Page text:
When teeth are missing, the placement of a bridge can require the sacrifice of adjacent, healthy teeth. Dental implants solve this problem completely while preventing bone loss.
For approximately 30 years, Harvey Millstein has maintained an excellent doctor/patient relationship with his dentist, Alvaro Betancur, DDS.
"I live in South Palm now, but I lived in Boca back in the early 1980s," he explains. "I got one of Dr. Betancur's business cards and I went there with my wife at that time, and later on with our son. We have been patients of his ever since."
For about the last 16 years, Harvey has been dealing with a removable partial denture.
"I've had a partial since 1996," he explains. "It's on the upper left, on the side, so if I smiled too much it would be visible."
Thankfully, as a result of advances in bone-grafting technology, Harvey recently became a candidate for dental implants.
"I was getting a little tired of pulling on my teeth at night," he confides, "and Dr. Betancur and I had discussed the idea of putting in implants."
Once it became apparent that the modern technique of bone grafting would work for Harvey – "They have improved the process," he explains – he jumped at the chance to get implants done to replace his partial plate.
Why dental implants?
One of the most important developments in dentistry has been the widespread availability of dental implants for patients with one or more missing teeth.
"When natural teeth are not present," says Dr. Betancur, "the jawbone fails to deliver necessary nutrients to support bone and gum health, even if the patient has a removable partial like Harvey did. Gum tissue and bone mass diminish, which can ultimately affect the fullness of the face and the line of the jaw. Furthermore, the base of a removable partial denture covers soft tissue, which can affect the enjoyment of eating by altering the patient's perception of the temperature, texture, and taste of their food."
Implants, constructed of a strong, lightweight, biocompatible metal called titanium, bond with the jawbone and fool it into thinking natural tooth roots are present. Considered the gold standard when dealing with missing teeth, dental implants are natural-looking replacements that actually bond to the jawbone itself and function in the same way as the original tooth root. For patients who do not have enough jawbone to support the implant, as in Harvey's case, a bone-grafting procedure can be performed to create additional bone.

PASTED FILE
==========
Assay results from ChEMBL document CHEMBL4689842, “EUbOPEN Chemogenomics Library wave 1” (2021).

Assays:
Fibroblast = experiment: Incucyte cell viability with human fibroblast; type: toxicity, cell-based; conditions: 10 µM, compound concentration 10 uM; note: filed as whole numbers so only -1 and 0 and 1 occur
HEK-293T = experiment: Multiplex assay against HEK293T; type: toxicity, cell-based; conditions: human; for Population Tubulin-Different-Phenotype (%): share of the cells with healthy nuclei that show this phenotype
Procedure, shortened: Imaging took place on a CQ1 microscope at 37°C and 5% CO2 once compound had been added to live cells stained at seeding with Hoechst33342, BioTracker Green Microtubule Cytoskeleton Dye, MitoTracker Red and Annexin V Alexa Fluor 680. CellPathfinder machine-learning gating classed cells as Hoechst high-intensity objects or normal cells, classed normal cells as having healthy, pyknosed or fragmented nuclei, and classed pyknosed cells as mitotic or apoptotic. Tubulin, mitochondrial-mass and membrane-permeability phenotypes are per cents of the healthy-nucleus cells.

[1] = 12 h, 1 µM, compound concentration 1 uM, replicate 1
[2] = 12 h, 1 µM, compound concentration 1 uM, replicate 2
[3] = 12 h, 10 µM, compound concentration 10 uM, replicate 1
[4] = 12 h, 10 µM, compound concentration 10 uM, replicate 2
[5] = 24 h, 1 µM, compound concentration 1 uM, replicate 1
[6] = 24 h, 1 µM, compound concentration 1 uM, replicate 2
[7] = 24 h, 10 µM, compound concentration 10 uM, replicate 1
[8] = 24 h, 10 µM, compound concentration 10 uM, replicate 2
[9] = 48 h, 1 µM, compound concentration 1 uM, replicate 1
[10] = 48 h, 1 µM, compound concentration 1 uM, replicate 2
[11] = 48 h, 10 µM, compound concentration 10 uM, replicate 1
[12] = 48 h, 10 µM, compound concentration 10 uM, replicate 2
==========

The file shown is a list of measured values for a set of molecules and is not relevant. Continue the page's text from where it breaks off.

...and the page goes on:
"Implants are accomplished in two distinct phases," Dr. Betancur explains. "During the first surgical phase, the implant must be placed through the gum tissue and into the jawbone. The patient then goes through a healing period during which the jawbone and the specially coated implant biologically unite." The process, known as osseointegration, takes place within two to four months, depending on the patient's bone quality and the location of the implants.
The next phase is performed after the integration occurs. At this point, the dentist removes the healing caps from the implants, securing a post onto the top of each one, so that the restorative treatments can be attached.
Dental implants offer superior stability because they actually fuse to the jawbone during the healing process. "Consequently, the patient is able to chew and speak with ease, just as they did with their natural teeth," adds Dr. Betancur.
"So far, fabulous!"
Although he is still going through the implant process, Harvey is ready to pronounce himself satisfied with the entire experience.
"So far, fabulous!" he exclaims. "It's been exactly what I thought needed to be done. I'm waiting for the healing process to finish, but in June, we'll probably put the crowns in.
"Right now, the partial is over the permanent implants, the posts, but once the healing is complete, I'm no longer going to need the partial," he clarifies.
As a long-term patient, Harvey notes that Dr. Betancur and his entire staff not only make patients feel welcome but that they also combine expertise with compassion.
"It's a very accommodating and professional staff," he assures. "My ex-wife moved to St. Augustine, but when she comes back into town, she goes to see Dr. Betancur, too," adds Harvey. "The same is true with our son, who lives in Jacksonville now. I have recommended [Dr. Betancur] to numerous people as well. I just love it there!"